“Oh.  Okay,” he said, thoroughly unimpressed.  Fortunately for me, he didn’t notice the Watterson book sandwiched in between.

“So you just want the Poe book?”

“Yeah,” I said, happy to escape with just having to buy this one book.  Oblivious to the one mistake I had made.  The one mistake that the clerk was now staring at.

“And what about this Danielle Steel book?”

Panicked, I pressed my hand on the top of it, to keep him from opening the front cover.

And then I uttered a string of words I never thought I’d say about a Danielle Steel novel.

“I’d like to buy that too.”

The Importance of Hanging Up Phones

Some people want to know who killed JFK.

I want to know why the standard cell phone message recording includes this line:

“When you’re finished recording, please hang up.”

If you’re at a point in your life when you don’t know to hang up the phone after you’re done with a phone call, you have bigger problems than your phone.

Who are these people that need that level of instruction?  And how did they cope in the days before the warning?

I can only assume it was once like this:

“Hey, Bob, how you doing?  Oh, I’m sorry, I didn’t notice you were on the phone.”

“I’m not, really.”

“What are you doing?”

“Just leaving someone a message.”

“But you’re not saying anything.”

“I finished the message.”

“When did you finish?”

“Three days ago.”

I can only assume Bob went on to sue his cell phone company and win millions of dollars.

I assume he is also the reason my stove warns me that stoves can be hot and why my ladder warns me that falling can hurt.

I assume he is also the reason for my favorite of all warnings — the one on the back of the hotel room door that says to NOT panic in case of an emergency.  I’ve always wondered who that helps.

“BOB!  BOB!  THE HOTEL IS ON FIRE!!!  WHAT DO WE DO!!!”

“WE SHOULD F$%#ING PANIC IS WHAT WE SHOULD DO!!!”

“YOU’RE RIGHT.  AUGGGGGGGGGGGGHHHH!!  WE’RE GONNA DIE!!!!”

“Whoa whoa whoa whoa whoa.”

“What is it, Bob?”

“Well, baby, you’re not gonna believe this, but I was just reading the back of the hotel room door here, and it says to ‘NOT panic.'”

“NOT panic?”

“Not panic.  Says here it’s not helpful.”

“Then what are we supposed to do?”

“We could use my cell to call someone for help.  But….”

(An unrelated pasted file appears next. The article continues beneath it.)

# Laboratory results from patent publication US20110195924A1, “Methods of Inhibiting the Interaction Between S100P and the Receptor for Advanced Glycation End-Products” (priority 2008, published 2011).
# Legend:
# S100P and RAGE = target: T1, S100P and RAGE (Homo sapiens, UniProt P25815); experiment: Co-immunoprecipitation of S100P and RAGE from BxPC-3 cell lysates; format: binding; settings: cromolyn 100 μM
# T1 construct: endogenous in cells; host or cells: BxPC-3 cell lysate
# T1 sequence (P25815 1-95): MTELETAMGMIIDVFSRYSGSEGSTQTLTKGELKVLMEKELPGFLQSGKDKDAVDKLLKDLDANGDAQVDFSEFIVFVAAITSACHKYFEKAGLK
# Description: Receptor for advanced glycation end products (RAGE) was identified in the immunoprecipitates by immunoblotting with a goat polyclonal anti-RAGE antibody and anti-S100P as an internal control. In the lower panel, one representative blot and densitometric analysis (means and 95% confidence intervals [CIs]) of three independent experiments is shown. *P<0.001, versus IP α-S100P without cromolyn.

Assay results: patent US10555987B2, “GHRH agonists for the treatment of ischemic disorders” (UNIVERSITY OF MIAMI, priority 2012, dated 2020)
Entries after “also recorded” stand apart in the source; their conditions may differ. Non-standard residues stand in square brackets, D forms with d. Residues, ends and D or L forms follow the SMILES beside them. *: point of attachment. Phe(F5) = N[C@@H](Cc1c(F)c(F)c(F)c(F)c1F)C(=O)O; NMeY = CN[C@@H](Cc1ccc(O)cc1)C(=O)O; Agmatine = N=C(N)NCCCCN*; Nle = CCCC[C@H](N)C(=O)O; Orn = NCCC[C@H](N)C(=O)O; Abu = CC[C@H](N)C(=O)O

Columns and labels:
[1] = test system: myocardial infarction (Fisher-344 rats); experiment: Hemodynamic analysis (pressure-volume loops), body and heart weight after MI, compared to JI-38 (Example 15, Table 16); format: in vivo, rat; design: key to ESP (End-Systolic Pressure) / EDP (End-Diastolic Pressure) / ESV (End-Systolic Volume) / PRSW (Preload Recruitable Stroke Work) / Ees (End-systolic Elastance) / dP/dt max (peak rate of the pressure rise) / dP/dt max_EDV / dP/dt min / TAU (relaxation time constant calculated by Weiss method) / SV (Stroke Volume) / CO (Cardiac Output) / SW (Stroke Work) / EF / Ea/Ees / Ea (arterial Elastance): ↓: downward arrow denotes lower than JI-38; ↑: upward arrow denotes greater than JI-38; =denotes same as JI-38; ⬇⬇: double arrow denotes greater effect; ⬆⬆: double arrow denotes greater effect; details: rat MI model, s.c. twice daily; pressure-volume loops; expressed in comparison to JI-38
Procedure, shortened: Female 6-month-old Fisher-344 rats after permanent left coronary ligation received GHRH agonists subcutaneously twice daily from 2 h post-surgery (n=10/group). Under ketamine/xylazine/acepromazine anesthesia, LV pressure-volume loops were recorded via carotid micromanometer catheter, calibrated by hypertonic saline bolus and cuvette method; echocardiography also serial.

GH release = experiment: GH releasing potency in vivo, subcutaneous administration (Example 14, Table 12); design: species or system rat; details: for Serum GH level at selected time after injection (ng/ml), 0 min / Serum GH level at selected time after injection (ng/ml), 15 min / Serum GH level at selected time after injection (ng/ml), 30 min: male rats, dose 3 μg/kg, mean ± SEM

“But what, Bob??”

“That could take a few days.”

Fun with the Yellow Pages

When I was bored as an attorney, I used to pull out the yellow pages and make crank calls.

One of them was to a business named, “Haircuts, Haircuts, Haircuts.”

I told them that I was the owner of “Haircuts, Haircuts, Haircuts, Haircuts” and that their name was causing confusion.  I asked to talk to their owner.

They handed her the phone.

“Yeah, what’s your problem?” she asked.

“Your name.  ‘Haircuts, Haircuts, Haircuts.’  It’s too close to mine,  ‘Haircuts, Haircuts, Haircuts, Haircuts.'”

“I’ve owned this business twenty years,” she said.

“I’ve owned mine twenty-two,” I said.

“So what’s the problem?” she asked.

“You’re confusing customers.  Some of my customers go to your ‘Haircuts, Haircuts, Haircuts’ thinking they’re at ‘Haircuts, Haircuts, Haircuts, Haircuts.’  It’s very confusing.”

“That’s not confusing,” she said, “They’re two different businesses.”

“You don’t think it’s confusing that I’m ‘Haircuts, Haircuts, Haircuts, Haircuts’ with four ‘Haircuts’ and you’re ‘Haircuts, Haircuts, Haircuts’ with three ‘Haircuts’?”

“No, I think it’s ridiculous,” she said.

“You know what I think?” I said. ” I think you should cut down to two ‘Haircuts,’ and just be ‘Haircuts, Haircuts.'”

At that point, I think my goal was simply to say the word “haircuts” as many times as I could in a five-minute span.

“Yeah, well why don’t YOU change YOUR name?!”  she said, her voice rising.

“Forget that,” I said.  “Because I’d have to add a ‘Haircut.’  Then I’d be ‘Haircuts, Haircuts, Haircuts, Haircuts, Haircuts.’  I could cut customers’ hair faster than they could say my name.”

“Yeah, well you’re the one with the problem,” she said.

“Yeah, well it would be much easier for you to go down a ‘Haircut’ then for me to add a ‘Haircut.’  And besides,” I added, “I’m not gonna change my name.  I like the name, ‘Haircuts, Haircuts, Haircuts.'”

“That’s MY business’ name,” she said, on the verge of exploding.  “You just said you were ‘Haircuts, Haircuts, Haircuts, Haircuts.”

“AHA,” I said, “Look at that.”

“‘Look at what?” she asked.

“You’ve confused even me.”

My Wife, the Weirdo.

Bored in the shower this morning, I decided to talk aloud.

“Shut up,” I said to no one in particular.

“No, you shut up,” I responded.

“No, YOU shut up,” I repeated.

“No, YOU shut up,” I answered.

You could tell things were getting heated.

“Did you just tell me to shut up?” I asked.

“What are you gonna do about it?” I answered.

That’s when I heard a third voice.  I was concerned because it wasn’t one of mine.

“Who are you talking to?” asked my wife Staci.

I looked up.  She was staring at me through the shower door.

“I got into an argument,” I said.

“That’s really strange,” she said.

“What’s strange?” I asked.

“To stand in the shower by yourself and raise your voice,” she said.

“Easy for you to say,” I responded, “You didn’t hear the rude things he was saying to me.”

Staci just stood there.  Silent.

Staring at me through the shower door.

What a weirdo.